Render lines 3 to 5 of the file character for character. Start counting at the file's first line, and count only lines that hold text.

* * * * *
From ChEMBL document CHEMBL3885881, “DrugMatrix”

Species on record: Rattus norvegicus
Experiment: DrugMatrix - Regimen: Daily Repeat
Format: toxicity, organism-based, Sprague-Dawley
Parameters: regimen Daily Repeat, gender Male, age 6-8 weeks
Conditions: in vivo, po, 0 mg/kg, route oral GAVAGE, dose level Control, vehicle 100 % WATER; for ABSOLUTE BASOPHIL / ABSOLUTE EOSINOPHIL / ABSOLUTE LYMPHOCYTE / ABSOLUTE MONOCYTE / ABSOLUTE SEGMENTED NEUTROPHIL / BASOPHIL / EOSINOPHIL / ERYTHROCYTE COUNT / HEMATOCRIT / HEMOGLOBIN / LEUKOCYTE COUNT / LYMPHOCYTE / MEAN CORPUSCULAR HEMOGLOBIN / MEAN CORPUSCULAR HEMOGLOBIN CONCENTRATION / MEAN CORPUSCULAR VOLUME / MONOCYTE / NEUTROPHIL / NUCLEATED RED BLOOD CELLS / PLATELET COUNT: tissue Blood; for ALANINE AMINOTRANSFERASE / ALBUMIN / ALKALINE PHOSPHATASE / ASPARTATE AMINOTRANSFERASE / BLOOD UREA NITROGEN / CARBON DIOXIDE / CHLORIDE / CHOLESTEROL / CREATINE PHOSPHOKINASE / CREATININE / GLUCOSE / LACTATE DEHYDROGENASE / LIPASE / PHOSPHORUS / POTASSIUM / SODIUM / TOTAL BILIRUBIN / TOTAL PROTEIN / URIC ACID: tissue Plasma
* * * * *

Experiment: DrugMatrix - Regimen: Daily Repeat
Format: toxicity, organism-based, Sprague-Dawley
Parameters: regimen Daily Repeat, gender Male, age 6-8 weeks